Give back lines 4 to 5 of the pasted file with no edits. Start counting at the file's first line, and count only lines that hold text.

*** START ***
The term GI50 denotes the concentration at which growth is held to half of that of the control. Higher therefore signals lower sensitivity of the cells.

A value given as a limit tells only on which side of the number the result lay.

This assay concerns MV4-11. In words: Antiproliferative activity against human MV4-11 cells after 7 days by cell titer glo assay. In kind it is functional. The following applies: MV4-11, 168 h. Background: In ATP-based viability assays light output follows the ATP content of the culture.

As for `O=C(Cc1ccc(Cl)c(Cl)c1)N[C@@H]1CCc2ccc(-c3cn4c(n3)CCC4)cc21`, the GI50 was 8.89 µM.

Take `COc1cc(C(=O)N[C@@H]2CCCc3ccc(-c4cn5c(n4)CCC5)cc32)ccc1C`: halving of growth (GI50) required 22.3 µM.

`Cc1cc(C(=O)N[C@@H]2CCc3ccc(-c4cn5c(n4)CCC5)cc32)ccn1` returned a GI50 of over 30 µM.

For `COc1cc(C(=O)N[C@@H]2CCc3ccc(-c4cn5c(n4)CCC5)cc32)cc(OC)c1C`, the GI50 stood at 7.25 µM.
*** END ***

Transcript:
As for `O=C(Cc1ccc(Cl)c(Cl)c1)N[C@@H]1CCc2ccc(-c3cn4c(n3)CCC4)cc21`, the GI50 was 8.89 µM.

Take `COc1cc(C(=O)N[C@@H]2CCCc3ccc(-c4cn5c(n4)CCC5)cc32)ccc1C`: halving of growth (GI50) required 22.3 µM.